– Evan Sally
There was a unique moment in the middle of the 3rd quarter of the Bills game against Oakland. It happened so quickly that if you blinked you may have missed it. Prior to the game, opinion was split amongst Bills fans as to what would happen against the Raiders. One faction felt that Oakland was a superior team and it would be quite the upset to be able to take them out. The other side thought that Oakland had been lucky to get where they are and that the Bills had a good chance to get a big win. Most fans were somewhere in between. But when the Bills scored to take a 24-9 lead in the 3rd quarter, for the briefest of moments we were unified. Unified in our disbelief that the Bills had a 15 point lead on the road against a 9-2 team. Unified in the possibility that the Bills might actually be good, and unified in the thought that this might finally be the year for the Bills to make the playoffs.
And just like the Bills, over the next quarter and a half those thoughts disappeared.
The main feeling the day after the Bills’ stunning (but not so stunning) collapse is one of bitter disappointment. But as it was it was happening amongst the anger and shock I felt, I found myself experiencing something I didn’t expect: abandonment. At 24-9 I was so proud of the Bills. I wasn’t dumb enough to assume the game was in the bag, of course, but I also felt confident in the thought that even if the Bills were to blow the game they would’ve played a game that fans could be proud of, a game that would’ve taken a herculean effort from Oakland to overcome. Instead what we got was 29 straight Raiders points that couldn’t have happened any easier or any faster if the Bills had actually left the stadium and flown back to Buffalo early. They showed no resistance defensively and no resolve offensively. Tyrod Taylor was consumed by the moment, unable to make the play or two necessary to stop the bleeding. Perhaps it wouldn’t have mattered because the defensive dam had already burst, but I have a hard time remembering a set of drives more than ill timed than what the Bills did during Oakland’s run:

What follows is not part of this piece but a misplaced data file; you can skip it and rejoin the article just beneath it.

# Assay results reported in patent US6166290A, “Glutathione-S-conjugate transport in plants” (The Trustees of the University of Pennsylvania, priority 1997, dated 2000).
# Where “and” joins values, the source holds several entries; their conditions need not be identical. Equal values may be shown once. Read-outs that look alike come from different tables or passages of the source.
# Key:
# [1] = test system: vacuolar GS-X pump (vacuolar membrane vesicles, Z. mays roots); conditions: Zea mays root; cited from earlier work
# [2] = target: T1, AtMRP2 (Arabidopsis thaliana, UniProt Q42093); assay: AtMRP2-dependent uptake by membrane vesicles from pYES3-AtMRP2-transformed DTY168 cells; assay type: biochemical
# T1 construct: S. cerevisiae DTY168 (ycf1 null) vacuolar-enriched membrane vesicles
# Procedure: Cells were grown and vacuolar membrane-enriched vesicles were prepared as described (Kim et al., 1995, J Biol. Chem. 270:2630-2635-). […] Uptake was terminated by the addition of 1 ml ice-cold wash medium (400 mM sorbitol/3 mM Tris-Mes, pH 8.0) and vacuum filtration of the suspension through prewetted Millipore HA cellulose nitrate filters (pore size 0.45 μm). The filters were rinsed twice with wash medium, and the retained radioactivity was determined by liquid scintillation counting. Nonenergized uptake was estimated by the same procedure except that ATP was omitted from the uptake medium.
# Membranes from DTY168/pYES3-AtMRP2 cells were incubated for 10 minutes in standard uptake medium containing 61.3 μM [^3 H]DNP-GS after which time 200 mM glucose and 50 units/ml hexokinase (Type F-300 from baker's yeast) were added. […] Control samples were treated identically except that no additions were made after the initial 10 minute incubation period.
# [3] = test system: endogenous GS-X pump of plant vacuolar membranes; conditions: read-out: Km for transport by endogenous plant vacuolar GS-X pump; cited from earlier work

3 and out.
3 and out.
3 and out.
That, combined with a Bills pass rush that got swallowed up by Oakland’s offensive line and a Bills secondary that offered little resistance and allowed Derek Carr and his receivers to finally get in sync, it was like the entire team stopped playing. I’m used to watching terrible Bills football but having to watch that after the Bills had spent 2 and a half quarters building hopes up to a fever pitch was cruel and unusual punishment.
Bills fans after 16 (soon to be 17 years) of no playoffs don’t ask for much. Yes we want to be relevant again but above everything else we want a team that fights. A team that wants it as much as we do. I know these guys are professionals and want to play well, and I typically hate those who try call out the effort of a team but after watching yesterday I’d a hard time rebutting anyone that makes that case today. The game was crying out for anyone to do something. Try just one deep bomb to Sammy, and we don’t care if you force it. Try to generate a little pressure on Derek Carr, and bring the house if you have to considering the secondary was getting roasted anyway. Even try a fake punt or a trick play of some sort like Andy Reid did for his Chiefs yesterday! Don’t just sit there and let the Raiders deluge roll over you like a flood. Yes, Oakland is very good and they deserve a lot of credit. Their offense is a bomb just waiting to go off and Derek Carr is the perfect trigger man to light the fuse. Their home crowd was raucous and reminded of the Ralph during the occasional big home win. Khalil Mack is ridiculously good. But the Bills didn’t have to make it that easy. Those aren’t valid excuses for no one to step up and show some fight for their desperate fan base, especially after they gave us a glimpse of what could be earlier in the game. The Bills on Sunday were the absentee father that shows up after years of disappointment, buys his kids an Xbox One and says he’s back for good, only to leave for a pack of cigarettes and disappear again. In the days and weeks to come to we’ll comb through the wreckage of another Bills season to try to figure out who we want to fire and blame. We’re Bills fans; we’re used to that. We’re used to disappointment. But yesterday was a uniquely cruel way to disappoint.
– Evan Sally (Twitter)